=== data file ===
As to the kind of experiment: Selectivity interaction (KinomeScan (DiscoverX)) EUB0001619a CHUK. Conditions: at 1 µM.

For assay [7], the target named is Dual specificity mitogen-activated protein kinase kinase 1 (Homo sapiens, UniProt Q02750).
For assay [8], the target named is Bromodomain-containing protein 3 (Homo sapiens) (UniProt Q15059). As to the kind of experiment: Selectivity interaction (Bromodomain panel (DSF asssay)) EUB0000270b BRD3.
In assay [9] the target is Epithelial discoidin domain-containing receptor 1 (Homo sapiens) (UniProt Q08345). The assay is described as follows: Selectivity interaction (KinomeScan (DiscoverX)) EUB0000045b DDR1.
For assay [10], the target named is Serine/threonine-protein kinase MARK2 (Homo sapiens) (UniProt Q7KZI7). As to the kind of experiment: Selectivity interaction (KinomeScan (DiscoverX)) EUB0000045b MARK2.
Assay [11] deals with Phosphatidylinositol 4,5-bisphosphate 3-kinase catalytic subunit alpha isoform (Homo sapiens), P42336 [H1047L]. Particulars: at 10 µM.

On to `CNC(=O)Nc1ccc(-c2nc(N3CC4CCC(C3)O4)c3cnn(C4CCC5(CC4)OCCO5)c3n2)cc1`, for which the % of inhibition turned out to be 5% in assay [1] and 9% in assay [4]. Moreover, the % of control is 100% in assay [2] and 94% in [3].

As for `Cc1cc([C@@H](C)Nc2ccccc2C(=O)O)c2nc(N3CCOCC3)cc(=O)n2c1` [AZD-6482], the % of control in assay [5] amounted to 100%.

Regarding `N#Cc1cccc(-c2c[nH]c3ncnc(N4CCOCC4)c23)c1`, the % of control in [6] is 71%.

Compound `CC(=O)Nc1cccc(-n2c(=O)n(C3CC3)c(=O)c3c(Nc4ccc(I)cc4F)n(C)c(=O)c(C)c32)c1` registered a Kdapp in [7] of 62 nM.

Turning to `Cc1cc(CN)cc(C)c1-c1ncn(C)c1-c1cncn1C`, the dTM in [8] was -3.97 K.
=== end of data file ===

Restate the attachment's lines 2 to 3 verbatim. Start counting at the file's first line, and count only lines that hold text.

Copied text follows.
For assay [7], the target named is Dual specificity mitogen-activated protein kinase kinase 1 (Homo sapiens, UniProt Q02750).
For assay [8], the target named is Bromodomain-containing protein 3 (Homo sapiens) (UniProt Q15059). As to the kind of experiment: Selectivity interaction (Bromodomain panel (DSF asssay)) EUB0000270b BRD3.